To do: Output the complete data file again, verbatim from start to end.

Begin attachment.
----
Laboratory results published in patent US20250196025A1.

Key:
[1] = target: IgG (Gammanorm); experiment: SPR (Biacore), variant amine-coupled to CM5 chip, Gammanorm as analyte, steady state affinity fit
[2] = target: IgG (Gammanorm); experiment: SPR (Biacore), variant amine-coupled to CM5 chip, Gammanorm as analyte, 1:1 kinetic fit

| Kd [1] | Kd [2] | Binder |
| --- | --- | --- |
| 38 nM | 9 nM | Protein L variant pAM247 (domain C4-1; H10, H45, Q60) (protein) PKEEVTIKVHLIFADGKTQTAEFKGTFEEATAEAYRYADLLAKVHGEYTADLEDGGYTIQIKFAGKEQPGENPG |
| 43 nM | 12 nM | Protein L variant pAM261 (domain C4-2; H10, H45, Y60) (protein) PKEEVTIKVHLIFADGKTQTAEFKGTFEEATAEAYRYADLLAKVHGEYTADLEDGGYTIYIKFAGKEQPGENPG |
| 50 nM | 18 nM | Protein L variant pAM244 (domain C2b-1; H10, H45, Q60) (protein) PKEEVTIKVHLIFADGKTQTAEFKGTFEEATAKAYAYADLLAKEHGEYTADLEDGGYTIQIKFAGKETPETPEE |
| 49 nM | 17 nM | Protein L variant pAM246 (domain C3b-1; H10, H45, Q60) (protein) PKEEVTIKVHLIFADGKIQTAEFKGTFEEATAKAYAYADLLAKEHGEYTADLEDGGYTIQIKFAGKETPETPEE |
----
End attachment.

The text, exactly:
Laboratory results published in patent US20250196025A1.

Key:
[1] = target: IgG (Gammanorm); experiment: SPR (Biacore), variant amine-coupled to CM5 chip, Gammanorm as analyte, steady state affinity fit
[2] = target: IgG (Gammanorm); experiment: SPR (Biacore), variant amine-coupled to CM5 chip, Gammanorm as analyte, 1:1 kinetic fit

| Kd [1] | Kd [2] | Binder |
| --- | --- | --- |
| 38 nM | 9 nM | Protein L variant pAM247 (domain C4-1; H10, H45, Q60) (protein) PKEEVTIKVHLIFADGKTQTAEFKGTFEEATAEAYRYADLLAKVHGEYTADLEDGGYTIQIKFAGKEQPGENPG |
| 43 nM | 12 nM | Protein L variant pAM261 (domain C4-2; H10, H45, Y60) (protein) PKEEVTIKVHLIFADGKTQTAEFKGTFEEATAEAYRYADLLAKVHGEYTADLEDGGYTIYIKFAGKEQPGENPG |
| 50 nM | 18 nM | Protein L variant pAM244 (domain C2b-1; H10, H45, Q60) (protein) PKEEVTIKVHLIFADGKTQTAEFKGTFEEATAKAYAYADLLAKEHGEYTADLEDGGYTIQIKFAGKETPETPEE |
| 49 nM | 17 nM | Protein L variant pAM246 (domain C3b-1; H10, H45, Q60) (protein) PKEEVTIKVHLIFADGKIQTAEFKGTFEEATAKAYAYADLLAKEHGEYTADLEDGGYTIQIKFAGKETPETPEE |